Over the last 25 years, there have been many who have promoted different structural options for how we can organize the church differently. Some include: cell church, meta-church, church of small groups, the post-denominational church, organic churches, movement churches, and post-congregational churches. All of these options have at one point or another claimed that the old way of doing church is dying and this new structure is "the" way of the church's future.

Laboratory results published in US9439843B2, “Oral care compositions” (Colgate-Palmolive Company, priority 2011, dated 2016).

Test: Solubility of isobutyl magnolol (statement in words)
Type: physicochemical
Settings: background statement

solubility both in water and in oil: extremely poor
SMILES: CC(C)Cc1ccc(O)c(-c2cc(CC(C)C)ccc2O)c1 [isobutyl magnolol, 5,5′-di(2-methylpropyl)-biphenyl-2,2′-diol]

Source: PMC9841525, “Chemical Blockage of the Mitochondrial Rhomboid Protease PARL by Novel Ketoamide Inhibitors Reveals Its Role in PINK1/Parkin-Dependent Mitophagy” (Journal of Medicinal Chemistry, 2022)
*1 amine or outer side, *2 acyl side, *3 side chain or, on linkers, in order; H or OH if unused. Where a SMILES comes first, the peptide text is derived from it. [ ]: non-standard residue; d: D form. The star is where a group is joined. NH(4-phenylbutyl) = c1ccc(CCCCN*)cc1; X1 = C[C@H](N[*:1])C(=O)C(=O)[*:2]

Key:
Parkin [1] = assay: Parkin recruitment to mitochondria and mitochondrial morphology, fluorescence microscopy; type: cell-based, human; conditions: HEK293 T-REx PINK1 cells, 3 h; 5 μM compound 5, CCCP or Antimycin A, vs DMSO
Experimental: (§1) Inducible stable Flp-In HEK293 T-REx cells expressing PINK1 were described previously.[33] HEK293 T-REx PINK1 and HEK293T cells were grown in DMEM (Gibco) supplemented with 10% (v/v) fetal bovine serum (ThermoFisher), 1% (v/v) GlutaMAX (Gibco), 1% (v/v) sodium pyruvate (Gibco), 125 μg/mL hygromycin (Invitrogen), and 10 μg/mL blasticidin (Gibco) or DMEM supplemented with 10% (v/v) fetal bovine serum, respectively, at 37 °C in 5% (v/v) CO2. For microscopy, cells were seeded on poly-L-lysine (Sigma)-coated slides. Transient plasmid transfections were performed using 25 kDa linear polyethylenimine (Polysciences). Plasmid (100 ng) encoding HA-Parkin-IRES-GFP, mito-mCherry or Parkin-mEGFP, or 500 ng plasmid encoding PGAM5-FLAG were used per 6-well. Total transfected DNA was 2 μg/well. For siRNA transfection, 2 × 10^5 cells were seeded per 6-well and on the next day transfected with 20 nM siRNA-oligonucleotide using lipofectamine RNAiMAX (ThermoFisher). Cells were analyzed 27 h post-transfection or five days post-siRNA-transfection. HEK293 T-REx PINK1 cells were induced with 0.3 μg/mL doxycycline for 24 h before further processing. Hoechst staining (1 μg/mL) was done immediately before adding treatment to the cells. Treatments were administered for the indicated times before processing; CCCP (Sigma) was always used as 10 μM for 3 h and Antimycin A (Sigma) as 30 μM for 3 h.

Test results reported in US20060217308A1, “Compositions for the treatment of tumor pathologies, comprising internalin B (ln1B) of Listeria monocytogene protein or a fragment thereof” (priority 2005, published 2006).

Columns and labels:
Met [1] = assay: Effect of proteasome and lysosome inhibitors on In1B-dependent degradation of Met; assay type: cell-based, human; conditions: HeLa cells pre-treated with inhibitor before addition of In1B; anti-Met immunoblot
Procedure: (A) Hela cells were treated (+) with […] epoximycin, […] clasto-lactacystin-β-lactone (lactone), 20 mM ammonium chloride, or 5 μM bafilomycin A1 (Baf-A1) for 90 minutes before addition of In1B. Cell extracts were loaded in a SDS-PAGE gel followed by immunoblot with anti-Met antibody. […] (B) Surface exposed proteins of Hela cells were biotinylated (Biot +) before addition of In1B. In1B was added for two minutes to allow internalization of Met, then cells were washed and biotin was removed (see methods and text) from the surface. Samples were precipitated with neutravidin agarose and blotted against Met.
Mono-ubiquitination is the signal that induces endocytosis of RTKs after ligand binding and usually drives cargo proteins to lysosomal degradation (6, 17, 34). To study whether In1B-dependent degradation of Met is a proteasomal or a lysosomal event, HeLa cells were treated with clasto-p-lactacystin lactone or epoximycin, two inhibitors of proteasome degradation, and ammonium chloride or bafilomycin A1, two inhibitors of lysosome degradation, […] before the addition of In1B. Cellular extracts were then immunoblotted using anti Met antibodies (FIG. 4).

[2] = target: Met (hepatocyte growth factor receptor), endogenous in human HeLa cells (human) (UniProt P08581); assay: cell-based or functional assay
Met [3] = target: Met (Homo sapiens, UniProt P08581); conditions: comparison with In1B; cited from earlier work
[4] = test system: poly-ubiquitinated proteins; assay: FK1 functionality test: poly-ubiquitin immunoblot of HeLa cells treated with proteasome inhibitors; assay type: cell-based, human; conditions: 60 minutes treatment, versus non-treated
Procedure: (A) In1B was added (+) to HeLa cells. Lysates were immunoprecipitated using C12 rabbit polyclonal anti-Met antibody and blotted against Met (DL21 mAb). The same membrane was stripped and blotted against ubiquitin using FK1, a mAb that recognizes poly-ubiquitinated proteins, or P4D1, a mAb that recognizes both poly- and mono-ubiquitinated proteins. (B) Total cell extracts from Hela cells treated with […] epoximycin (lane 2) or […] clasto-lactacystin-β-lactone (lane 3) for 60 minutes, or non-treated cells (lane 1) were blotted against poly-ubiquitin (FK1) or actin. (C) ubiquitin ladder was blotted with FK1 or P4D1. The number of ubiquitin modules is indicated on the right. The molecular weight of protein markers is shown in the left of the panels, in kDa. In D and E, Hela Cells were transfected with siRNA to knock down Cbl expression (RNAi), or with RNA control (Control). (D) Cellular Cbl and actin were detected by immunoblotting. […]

Along the way, the school of hard knocks has taught me a few things about church structures. They are important, but not as important as I once thought. One of the first clues that redirected my thinking about church structures came when I was pastoring in Vancouver, Canada after I made a presentation regarding my plans for how to restructure our church. At that point, I was a cell church idealist. I thought I knew how the ideal church should be structured and I laid it out in as clear of terms as possible. I called it the "pure" cell church. An elder responded with incredible candor and gentleness, "I have no desire for our church to be a “pure” anything. I stood in conflicted silence trying to reconcile his comments. He embodied in his life and his group the kind of life and leadership that correlated with the structure that I was proposing. He was not a church traditionalist who was trying to hold on to the past. Nor was he a pragmatist looking for the best way to make the church work better. He and his wife are two of the most relational, hospitable and God loving people I've ever met.